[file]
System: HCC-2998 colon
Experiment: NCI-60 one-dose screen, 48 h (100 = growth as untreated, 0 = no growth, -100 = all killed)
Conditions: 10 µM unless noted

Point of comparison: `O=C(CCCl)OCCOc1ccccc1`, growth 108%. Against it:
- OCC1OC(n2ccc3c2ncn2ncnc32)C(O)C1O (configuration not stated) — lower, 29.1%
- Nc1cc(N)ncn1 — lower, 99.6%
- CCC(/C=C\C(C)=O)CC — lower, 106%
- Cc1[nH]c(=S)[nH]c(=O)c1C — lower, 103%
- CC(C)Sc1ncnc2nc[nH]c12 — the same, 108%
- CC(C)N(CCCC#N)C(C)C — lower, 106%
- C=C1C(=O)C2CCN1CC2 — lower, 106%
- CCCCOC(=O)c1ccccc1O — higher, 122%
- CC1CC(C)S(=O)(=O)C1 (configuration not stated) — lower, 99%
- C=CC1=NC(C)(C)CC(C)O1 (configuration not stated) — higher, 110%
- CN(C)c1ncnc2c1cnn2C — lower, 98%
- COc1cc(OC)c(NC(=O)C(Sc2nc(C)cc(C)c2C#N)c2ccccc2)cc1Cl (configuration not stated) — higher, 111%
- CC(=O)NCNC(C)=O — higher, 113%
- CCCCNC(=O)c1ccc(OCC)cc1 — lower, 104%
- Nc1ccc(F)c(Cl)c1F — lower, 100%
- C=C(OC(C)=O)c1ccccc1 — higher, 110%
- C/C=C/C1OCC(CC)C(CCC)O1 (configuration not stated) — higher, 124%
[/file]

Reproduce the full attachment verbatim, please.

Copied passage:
System: HCC-2998 colon
Experiment: NCI-60 one-dose screen, 48 h (100 = growth as untreated, 0 = no growth, -100 = all killed)
Conditions: 10 µM unless noted

Point of comparison: `O=C(CCCl)OCCOc1ccccc1`, growth 108%. Against it:
- OCC1OC(n2ccc3c2ncn2ncnc32)C(O)C1O (configuration not stated) — lower, 29.1%
- Nc1cc(N)ncn1 — lower, 99.6%
- CCC(/C=C\C(C)=O)CC — lower, 106%
- Cc1[nH]c(=S)[nH]c(=O)c1C — lower, 103%
- CC(C)Sc1ncnc2nc[nH]c12 — the same, 108%
- CC(C)N(CCCC#N)C(C)C — lower, 106%
- C=C1C(=O)C2CCN1CC2 — lower, 106%
- CCCCOC(=O)c1ccccc1O — higher, 122%
- CC1CC(C)S(=O)(=O)C1 (configuration not stated) — lower, 99%
- C=CC1=NC(C)(C)CC(C)O1 (configuration not stated) — higher, 110%
- CN(C)c1ncnc2c1cnn2C — lower, 98%
- COc1cc(OC)c(NC(=O)C(Sc2nc(C)cc(C)c2C#N)c2ccccc2)cc1Cl (configuration not stated) — higher, 111%
- CC(=O)NCNC(C)=O — higher, 113%
- CCCCNC(=O)c1ccc(OCC)cc1 — lower, 104%
- Nc1ccc(F)c(Cl)c1F — lower, 100%
- C=C(OC(C)=O)c1ccccc1 — higher, 110%
- C/C=C/C1OCC(CC)C(CCC)O1 (configuration not stated) — higher, 124%